Pola, Rudman & Gosliner, 2009
Tropical Indo-West Pacific [ Hawaii, Japan and northeastern Australia. - Pola et al, 2009; Reunion Id., Indian Ocean - see Forum message]
Upper: AM C. 137536, Australia, Queensland, Great Barrier Reef, 12° 5 S, 143° 58 E, near corner of Wreck Bay Reef, on rubble in deep hole in very exposed reef, 17 mm preserved, 12 December 1982, coll: I. Loch. Photo: I. Loch. Lower: Scanning electron Scanning electron micrograph of Bornella pele (CASIZ 086356). Right half-rows of radular teeth, scale bar:
10µm. SEM Photo: M. Pola.
The animal has an elongate shape typical of species of Bornella, with lobe-like digitate oral tentacles on each side of the mouth, a pair of large elongate rhinophore sheaths and a series of paired dorso-ventral processes down the body. The general body colour is translucent white with scattered subepithelial opaque white granules. There are two parallel red marks on the basal inner side of each dorsolateral process and a similar pair of marks on the rhinophore sheaths, where they may merge into a large patch. There
is also a pair of red bands on the head running from the oral tentacles to the base of the rhinophore sheaths. Another irregular, elongate red band runs along the dorsal midline, from behind the last pair of dorsolateral processes to the posterior tip of the foot. In many cases the anterior half of this band divides into a pair of outer bands.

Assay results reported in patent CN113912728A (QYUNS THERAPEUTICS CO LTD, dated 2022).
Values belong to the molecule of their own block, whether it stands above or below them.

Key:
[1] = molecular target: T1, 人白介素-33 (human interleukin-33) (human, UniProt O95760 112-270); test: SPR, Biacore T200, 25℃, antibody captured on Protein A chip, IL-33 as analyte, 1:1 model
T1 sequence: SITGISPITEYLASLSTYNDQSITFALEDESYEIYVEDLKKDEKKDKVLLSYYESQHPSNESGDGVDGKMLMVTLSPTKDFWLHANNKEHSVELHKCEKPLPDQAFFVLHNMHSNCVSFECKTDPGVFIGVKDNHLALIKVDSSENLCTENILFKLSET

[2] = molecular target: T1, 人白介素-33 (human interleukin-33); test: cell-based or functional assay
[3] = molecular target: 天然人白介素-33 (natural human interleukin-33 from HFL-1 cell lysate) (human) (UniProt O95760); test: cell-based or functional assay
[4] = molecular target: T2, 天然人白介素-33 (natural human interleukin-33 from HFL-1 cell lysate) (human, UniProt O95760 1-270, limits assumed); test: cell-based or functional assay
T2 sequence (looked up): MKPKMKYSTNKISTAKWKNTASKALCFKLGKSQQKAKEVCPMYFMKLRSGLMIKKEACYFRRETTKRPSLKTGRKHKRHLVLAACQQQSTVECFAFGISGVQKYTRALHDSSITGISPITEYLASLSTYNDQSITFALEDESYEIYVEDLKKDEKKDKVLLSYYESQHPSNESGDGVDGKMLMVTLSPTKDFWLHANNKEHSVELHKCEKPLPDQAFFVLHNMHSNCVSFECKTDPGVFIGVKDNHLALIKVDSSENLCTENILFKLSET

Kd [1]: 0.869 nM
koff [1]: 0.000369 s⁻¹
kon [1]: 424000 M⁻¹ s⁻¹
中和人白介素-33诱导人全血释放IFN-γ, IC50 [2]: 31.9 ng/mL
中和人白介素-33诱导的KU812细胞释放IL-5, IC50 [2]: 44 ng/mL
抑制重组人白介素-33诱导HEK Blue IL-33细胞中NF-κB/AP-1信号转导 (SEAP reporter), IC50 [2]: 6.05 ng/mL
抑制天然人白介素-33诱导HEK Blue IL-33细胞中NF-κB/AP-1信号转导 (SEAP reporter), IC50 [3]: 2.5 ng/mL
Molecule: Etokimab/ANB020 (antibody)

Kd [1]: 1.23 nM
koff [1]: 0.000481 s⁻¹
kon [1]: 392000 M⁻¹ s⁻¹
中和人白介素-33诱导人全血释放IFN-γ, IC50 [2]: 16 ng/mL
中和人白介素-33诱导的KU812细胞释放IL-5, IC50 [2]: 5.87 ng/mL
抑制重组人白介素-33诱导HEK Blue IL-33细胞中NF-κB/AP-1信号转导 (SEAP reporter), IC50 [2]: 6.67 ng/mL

The rhinophore sheath has three elongate anterior and anterolateral papillae spaced around its upper edge, and there is a fourth, taller, posterior papilla, which is distinctly bifid. Behind the rhinophores, there are three pairs of dorso-lateral processes, followed by two single processes in the dorsal midline. Each dorso-lateral process has a stout base topped with three papillae, all pointed at the tip. There are two bipinnate translucent gills on the inner surface of each of the paired dorso-lateral processes. The bases of the most posterior pair of dorso-lateral processes are joined.
This species is named after the Hawaiian goddess “Pele”, goddess of fire, lightning and volcanoes and refers to the red splashes of colour.
The living adults are small, up to 20 mm in length.
- Pola, M., Rudman, W. B. & Gosliner, T. M. (2009) Systematics and preliminary phylogeny of Bornellidae (Mollusca: Nudibranchia: Dendronotina) based on morphological characters with description of four new species. Zootaxa, 1975, 1-57.
Rudman, W.B., 2009 (January 23) Bornella pele Pola, Rudman & Gosliner, 2009. [In] Sea Slug Forum. Australian Museum, Sydney. Available from http://www.seaslugforum.net/find/bornpele
January 28, 2009
From: Philibert Bidgrain
Concerning message #22194:
In Réunion Island we found some specimens of Bornella with this characteristic colour pattern. Do you think that it could be specimen of B. pele?
Reunion Island, Indian Ocean. Length: less 20 mm
email@example.comBidgrain, P., 2009 (Jan 28) Bornella pele from Reunion Island. [Message in] Sea Slug Forum. Australian Museum, Sydney. Available from http://www.seaslugforum.net/find/22195
This is indeed Bornella pele. Combined with your other message [#22196] and Sully Bachel's [#22188] on Bornella johnsonorum at Reunion Island, we now know that these two recently described species extend from the western Pacific right across to the western Indian Ocean. It is a valuable increase in our knowledge of the genus